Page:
Biomechanics of cycling is the study of the interaction between the rider, the bicycle and the environment to optimise performance and prevent injury. Below are some important points in cycling biomechanics:
It is crucial that the bicycle is correctly adjusted to suit the rider’s anatomical and physical characteristics. This involves adjusting the saddle height, pedal position, handlebar angle and other components of the bike.
The position of the rider’s body on the bike is critical to maximising efficiency and minimising fatigue. Proper position involves keeping the back straight, shoulders relaxed, elbows slightly bent and abdominal muscles engaged.
Joint angles at major joints (e.g. knees, hips and ankles) are important to ensure efficient biomechanics. An improper angle can place excessive stresses on the joints and increase the risk of injury.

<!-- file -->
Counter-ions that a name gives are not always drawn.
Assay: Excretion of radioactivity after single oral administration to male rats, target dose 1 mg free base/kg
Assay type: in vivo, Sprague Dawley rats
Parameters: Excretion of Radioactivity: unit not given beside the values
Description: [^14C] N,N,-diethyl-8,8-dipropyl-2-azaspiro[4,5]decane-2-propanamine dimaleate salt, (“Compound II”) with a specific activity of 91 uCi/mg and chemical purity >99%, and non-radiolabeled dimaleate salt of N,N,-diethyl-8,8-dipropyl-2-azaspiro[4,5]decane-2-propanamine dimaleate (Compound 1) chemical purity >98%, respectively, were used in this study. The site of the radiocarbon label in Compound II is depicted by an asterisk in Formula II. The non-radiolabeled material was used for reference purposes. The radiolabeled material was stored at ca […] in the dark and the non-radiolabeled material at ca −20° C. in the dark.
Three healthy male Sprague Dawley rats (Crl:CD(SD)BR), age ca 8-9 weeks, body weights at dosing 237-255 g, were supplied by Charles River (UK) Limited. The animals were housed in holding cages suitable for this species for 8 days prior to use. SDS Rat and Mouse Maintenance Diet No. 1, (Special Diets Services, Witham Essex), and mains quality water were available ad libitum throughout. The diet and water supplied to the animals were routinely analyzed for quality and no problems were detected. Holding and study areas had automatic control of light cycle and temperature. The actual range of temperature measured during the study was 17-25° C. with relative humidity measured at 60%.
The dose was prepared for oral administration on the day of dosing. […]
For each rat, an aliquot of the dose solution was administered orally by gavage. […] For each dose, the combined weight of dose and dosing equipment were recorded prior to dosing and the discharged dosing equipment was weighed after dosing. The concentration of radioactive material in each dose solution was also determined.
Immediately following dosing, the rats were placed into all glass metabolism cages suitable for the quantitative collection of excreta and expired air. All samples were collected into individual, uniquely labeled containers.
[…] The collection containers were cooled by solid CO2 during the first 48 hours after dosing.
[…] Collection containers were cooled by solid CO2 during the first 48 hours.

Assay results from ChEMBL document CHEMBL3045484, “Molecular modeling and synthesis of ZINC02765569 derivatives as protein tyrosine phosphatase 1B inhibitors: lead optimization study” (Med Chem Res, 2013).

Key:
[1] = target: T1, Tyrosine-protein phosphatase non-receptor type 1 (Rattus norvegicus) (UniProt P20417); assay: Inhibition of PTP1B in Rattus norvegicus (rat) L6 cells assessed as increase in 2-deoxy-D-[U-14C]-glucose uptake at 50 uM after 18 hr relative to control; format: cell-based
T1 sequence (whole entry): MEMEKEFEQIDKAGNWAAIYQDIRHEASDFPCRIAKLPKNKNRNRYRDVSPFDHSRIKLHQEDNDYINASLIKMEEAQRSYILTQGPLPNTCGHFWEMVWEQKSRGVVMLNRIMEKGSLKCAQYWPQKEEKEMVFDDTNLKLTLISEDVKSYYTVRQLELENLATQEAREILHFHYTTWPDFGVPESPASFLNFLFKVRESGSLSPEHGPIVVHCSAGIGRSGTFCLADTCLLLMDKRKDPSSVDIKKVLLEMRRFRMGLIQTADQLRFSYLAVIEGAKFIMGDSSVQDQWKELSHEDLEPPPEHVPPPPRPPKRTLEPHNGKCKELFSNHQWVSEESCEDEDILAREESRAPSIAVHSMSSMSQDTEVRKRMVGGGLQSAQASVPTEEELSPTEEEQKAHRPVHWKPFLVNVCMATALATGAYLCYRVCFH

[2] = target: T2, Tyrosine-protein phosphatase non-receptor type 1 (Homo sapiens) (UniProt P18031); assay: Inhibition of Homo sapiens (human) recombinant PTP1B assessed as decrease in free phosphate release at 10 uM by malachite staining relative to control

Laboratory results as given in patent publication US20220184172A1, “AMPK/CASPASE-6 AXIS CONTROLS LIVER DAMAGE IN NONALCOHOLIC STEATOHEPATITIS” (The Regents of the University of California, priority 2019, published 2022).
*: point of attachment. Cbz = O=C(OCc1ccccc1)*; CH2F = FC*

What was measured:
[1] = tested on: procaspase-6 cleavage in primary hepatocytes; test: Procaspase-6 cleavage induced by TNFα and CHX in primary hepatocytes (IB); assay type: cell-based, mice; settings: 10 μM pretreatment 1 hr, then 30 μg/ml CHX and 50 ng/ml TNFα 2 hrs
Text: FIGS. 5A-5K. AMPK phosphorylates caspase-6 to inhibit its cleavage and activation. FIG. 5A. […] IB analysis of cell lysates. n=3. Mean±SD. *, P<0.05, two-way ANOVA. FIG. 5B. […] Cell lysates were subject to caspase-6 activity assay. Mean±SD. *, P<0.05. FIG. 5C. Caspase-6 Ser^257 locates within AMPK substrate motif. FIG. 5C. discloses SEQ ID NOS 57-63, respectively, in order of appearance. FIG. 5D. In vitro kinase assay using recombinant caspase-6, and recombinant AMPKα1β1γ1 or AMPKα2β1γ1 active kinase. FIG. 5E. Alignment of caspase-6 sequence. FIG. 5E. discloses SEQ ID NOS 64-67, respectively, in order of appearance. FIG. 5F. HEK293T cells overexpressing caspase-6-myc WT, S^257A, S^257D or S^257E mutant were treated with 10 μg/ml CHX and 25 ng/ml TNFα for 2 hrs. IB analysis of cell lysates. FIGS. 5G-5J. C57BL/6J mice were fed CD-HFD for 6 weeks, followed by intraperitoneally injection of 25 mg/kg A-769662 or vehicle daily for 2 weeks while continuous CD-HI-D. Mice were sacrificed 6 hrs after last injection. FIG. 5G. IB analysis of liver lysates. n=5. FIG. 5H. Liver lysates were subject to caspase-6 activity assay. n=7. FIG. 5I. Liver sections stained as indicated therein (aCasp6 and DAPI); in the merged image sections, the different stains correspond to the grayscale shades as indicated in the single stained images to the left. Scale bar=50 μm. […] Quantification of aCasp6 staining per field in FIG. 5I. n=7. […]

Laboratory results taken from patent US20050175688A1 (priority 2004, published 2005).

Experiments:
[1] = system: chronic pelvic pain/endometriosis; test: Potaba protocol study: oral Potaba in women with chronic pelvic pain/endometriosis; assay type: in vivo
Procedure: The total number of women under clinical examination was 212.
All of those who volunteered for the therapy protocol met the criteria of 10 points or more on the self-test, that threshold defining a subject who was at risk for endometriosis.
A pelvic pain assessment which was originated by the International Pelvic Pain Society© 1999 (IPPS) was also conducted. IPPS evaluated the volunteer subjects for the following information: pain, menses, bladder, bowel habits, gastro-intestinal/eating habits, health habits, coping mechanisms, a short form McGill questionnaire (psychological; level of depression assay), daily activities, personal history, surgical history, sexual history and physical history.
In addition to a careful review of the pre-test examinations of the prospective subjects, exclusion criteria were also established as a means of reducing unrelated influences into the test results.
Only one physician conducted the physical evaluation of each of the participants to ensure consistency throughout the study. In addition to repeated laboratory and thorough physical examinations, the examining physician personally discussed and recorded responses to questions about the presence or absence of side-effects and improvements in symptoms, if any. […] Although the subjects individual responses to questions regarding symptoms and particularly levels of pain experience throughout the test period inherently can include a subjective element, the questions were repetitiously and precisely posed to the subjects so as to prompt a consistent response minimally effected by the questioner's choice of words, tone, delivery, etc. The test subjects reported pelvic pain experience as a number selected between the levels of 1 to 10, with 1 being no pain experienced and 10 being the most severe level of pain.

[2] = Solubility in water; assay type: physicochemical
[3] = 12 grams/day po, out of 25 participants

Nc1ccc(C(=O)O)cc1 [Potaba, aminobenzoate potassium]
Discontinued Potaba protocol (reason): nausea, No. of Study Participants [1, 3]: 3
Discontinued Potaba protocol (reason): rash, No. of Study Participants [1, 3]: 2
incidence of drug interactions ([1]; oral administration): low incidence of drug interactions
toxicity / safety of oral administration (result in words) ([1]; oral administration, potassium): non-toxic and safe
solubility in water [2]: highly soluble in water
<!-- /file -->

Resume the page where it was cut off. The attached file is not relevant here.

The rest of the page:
Cadence refers to the speed of pedal rotation per minute. Maintaining an optimal cadence, generally between 80 and 100 rpm, can help reduce muscle tension and improve pedalling efficiency.
Proper weight distribution between the saddle, pedals and handlebars is essential to maintain balance and minimise stress on different parts of the body. Adjusting body position and load distribution can help avoid discomfort and injury in areas such as the back, shoulders and hands.
It is important to consider the range of joint movement during cycling. Excessive or limited movement can affect efficiency and increase the risk of injury. The study of biomechanics can help identify and correct imbalances or asymmetries in joint movement.
Bicycle components, such as the saddle, pedals, handlebars and shoe cleats, should be ergonomic and suitable for the individual characteristics of the rider. Incorrect adjustment of these components can affect comfort and efficiency.
Biomechanics of cycling also addresses injury prevention. By studying the mechanics of movement, joint loading and movement patterns, risk factors can be identified and strategies developed to minimise the risk of common injuries, such as knee injuries, back injuries and carpal tunnel syndrome.